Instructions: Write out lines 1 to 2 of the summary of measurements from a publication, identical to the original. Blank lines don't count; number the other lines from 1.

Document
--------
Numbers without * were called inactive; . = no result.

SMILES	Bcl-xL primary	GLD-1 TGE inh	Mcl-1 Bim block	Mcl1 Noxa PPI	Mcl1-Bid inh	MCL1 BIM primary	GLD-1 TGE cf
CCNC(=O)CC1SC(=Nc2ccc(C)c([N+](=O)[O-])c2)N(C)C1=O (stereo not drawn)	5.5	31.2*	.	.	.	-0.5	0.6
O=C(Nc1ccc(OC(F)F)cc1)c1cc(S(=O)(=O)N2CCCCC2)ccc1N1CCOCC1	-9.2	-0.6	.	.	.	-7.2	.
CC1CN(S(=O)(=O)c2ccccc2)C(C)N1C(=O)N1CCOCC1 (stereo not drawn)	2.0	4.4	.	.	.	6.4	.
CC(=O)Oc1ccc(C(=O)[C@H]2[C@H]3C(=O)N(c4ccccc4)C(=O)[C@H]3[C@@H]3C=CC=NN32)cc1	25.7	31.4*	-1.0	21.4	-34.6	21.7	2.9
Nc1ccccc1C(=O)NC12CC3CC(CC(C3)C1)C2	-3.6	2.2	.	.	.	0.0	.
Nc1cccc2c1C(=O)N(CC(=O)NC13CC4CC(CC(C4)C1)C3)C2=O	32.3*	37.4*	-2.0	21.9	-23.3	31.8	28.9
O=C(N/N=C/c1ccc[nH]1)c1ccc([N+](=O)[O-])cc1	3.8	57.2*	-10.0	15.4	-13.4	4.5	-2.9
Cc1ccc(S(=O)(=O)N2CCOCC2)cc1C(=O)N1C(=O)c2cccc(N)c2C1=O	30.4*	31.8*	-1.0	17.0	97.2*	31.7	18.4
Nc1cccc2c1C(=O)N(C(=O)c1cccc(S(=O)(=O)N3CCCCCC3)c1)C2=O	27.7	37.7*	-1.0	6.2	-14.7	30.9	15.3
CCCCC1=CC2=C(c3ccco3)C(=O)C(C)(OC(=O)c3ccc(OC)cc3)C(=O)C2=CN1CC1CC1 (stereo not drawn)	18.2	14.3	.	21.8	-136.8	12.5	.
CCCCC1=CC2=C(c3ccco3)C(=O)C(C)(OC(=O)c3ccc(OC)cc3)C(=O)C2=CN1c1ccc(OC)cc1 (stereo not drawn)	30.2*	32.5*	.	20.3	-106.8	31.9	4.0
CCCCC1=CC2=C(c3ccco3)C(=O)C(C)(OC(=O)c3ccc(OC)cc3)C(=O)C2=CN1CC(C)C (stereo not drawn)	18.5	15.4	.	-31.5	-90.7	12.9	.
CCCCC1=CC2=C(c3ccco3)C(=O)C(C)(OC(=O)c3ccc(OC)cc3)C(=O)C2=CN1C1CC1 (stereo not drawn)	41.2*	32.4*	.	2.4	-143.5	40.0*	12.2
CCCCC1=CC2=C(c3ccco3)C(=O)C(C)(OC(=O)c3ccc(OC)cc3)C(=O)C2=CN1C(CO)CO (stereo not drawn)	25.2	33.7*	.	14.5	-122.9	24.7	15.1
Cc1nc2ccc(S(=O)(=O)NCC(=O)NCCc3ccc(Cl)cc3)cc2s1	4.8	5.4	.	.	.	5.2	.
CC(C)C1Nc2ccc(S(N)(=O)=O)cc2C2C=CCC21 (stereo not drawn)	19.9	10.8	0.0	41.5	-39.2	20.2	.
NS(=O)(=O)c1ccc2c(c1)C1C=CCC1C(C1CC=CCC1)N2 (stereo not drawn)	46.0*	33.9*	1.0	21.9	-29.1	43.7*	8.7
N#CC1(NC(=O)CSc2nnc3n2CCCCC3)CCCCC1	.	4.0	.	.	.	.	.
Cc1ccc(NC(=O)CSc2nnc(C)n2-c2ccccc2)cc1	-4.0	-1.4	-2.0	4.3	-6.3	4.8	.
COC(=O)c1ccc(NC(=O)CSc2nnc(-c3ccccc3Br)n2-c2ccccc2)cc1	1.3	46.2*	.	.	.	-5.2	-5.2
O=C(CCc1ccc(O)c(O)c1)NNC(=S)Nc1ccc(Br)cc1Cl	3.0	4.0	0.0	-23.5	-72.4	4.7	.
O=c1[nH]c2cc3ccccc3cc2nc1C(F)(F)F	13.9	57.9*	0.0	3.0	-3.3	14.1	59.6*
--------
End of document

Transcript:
Numbers without * were called inactive; . = no result.

SMILES	Bcl-xL primary	GLD-1 TGE inh	Mcl-1 Bim block	Mcl1 Noxa PPI	Mcl1-Bid inh	MCL1 BIM primary	GLD-1 TGE cf